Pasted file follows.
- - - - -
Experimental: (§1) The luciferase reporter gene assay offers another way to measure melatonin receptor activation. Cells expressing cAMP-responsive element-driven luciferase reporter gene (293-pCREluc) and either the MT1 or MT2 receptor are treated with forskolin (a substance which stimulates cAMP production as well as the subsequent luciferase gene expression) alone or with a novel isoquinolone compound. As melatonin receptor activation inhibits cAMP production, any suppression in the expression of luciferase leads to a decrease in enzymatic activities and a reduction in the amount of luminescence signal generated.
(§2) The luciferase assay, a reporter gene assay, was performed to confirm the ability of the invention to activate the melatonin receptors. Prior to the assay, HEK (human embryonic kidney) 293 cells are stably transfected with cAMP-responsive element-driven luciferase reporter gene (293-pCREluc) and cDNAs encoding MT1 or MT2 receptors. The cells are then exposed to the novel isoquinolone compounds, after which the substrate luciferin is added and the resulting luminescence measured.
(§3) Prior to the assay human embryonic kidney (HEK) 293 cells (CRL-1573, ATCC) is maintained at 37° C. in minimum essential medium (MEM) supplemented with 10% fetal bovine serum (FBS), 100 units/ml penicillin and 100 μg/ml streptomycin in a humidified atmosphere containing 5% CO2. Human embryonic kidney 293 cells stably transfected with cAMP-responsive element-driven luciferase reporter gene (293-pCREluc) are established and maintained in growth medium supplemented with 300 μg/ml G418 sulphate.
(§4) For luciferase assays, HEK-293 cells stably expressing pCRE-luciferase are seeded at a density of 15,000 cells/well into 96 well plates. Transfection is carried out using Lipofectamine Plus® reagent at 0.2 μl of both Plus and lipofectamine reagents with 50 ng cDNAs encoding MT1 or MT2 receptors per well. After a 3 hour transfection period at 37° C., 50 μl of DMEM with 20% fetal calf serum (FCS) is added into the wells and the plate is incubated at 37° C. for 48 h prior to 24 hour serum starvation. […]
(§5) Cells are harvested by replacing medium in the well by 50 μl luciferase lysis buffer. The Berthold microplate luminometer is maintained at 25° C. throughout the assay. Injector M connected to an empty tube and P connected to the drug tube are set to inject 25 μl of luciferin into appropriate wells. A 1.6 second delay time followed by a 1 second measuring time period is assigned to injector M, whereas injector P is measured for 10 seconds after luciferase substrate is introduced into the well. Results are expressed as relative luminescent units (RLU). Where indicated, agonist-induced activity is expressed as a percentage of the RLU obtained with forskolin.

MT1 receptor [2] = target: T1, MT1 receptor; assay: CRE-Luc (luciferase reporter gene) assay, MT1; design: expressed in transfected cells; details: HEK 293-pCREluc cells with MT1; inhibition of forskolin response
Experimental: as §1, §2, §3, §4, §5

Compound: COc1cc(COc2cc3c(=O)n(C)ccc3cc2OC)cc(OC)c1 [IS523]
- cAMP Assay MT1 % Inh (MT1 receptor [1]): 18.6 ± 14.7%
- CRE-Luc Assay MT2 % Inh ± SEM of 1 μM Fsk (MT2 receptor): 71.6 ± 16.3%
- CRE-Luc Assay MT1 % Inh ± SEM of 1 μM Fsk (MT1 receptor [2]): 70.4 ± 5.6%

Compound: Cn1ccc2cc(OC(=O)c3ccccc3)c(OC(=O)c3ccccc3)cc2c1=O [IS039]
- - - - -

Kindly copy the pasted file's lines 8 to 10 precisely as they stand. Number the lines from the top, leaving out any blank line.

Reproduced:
Compound: COc1cc(COc2cc3c(=O)n(C)ccc3cc2OC)cc(OC)c1 [IS523]
- cAMP Assay MT1 % Inh (MT1 receptor [1]): 18.6 ± 14.7%
- CRE-Luc Assay MT2 % Inh ± SEM of 1 μM Fsk (MT2 receptor): 71.6 ± 16.3%